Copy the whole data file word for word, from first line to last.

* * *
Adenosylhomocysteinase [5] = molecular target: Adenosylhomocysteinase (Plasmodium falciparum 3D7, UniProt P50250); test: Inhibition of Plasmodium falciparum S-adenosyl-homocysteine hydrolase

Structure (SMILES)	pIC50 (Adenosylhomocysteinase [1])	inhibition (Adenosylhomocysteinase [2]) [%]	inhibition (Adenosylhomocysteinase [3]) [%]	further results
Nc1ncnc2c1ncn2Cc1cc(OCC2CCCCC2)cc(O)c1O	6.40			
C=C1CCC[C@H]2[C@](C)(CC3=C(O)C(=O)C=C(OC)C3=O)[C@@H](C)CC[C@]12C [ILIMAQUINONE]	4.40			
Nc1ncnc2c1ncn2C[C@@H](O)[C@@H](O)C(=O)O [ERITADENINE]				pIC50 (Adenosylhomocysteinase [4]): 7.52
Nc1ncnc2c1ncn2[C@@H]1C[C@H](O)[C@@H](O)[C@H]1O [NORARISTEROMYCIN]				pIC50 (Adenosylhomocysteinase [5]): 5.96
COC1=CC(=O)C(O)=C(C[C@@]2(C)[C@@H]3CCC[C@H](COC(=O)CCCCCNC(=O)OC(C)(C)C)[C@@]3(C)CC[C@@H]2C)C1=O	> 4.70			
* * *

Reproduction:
Adenosylhomocysteinase [5] = molecular target: Adenosylhomocysteinase (Plasmodium falciparum 3D7, UniProt P50250); test: Inhibition of Plasmodium falciparum S-adenosyl-homocysteine hydrolase

Structure (SMILES)	pIC50 (Adenosylhomocysteinase [1])	inhibition (Adenosylhomocysteinase [2]) [%]	inhibition (Adenosylhomocysteinase [3]) [%]	further results
Nc1ncnc2c1ncn2Cc1cc(OCC2CCCCC2)cc(O)c1O	6.40			
C=C1CCC[C@H]2[C@](C)(CC3=C(O)C(=O)C=C(OC)C3=O)[C@@H](C)CC[C@]12C [ILIMAQUINONE]	4.40			
Nc1ncnc2c1ncn2C[C@@H](O)[C@@H](O)C(=O)O [ERITADENINE]				pIC50 (Adenosylhomocysteinase [4]): 7.52
Nc1ncnc2c1ncn2[C@@H]1C[C@H](O)[C@@H](O)[C@H]1O [NORARISTEROMYCIN]				pIC50 (Adenosylhomocysteinase [5]): 5.96
COC1=CC(=O)C(O)=C(C[C@@]2(C)[C@@H]3CCC[C@H](COC(=O)CCCCCNC(=O)OC(C)(C)C)[C@@]3(C)CC[C@@H]2C)C1=O	> 4.70			